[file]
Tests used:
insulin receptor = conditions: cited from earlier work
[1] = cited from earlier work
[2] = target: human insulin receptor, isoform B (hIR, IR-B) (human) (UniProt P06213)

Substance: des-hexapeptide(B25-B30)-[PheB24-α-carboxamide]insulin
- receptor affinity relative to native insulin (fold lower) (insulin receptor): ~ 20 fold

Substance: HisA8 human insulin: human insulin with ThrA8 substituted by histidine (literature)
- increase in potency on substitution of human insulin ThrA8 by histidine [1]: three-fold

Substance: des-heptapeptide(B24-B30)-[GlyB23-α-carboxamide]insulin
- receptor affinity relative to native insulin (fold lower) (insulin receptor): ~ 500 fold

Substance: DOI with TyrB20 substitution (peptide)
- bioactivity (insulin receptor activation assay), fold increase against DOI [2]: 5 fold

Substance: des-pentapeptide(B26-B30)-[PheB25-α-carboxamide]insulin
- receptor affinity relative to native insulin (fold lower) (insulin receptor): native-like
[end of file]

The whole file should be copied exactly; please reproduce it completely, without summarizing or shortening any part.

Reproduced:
Tests used:
insulin receptor = conditions: cited from earlier work
[1] = cited from earlier work
[2] = target: human insulin receptor, isoform B (hIR, IR-B) (human) (UniProt P06213)

Substance: des-hexapeptide(B25-B30)-[PheB24-α-carboxamide]insulin
- receptor affinity relative to native insulin (fold lower) (insulin receptor): ~ 20 fold

Substance: HisA8 human insulin: human insulin with ThrA8 substituted by histidine (literature)
- increase in potency on substitution of human insulin ThrA8 by histidine [1]: three-fold

Substance: des-heptapeptide(B24-B30)-[GlyB23-α-carboxamide]insulin
- receptor affinity relative to native insulin (fold lower) (insulin receptor): ~ 500 fold

Substance: DOI with TyrB20 substitution (peptide)
- bioactivity (insulin receptor activation assay), fold increase against DOI [2]: 5 fold

Substance: des-pentapeptide(B26-B30)-[PheB25-α-carboxamide]insulin
- receptor affinity relative to native insulin (fold lower) (insulin receptor): native-like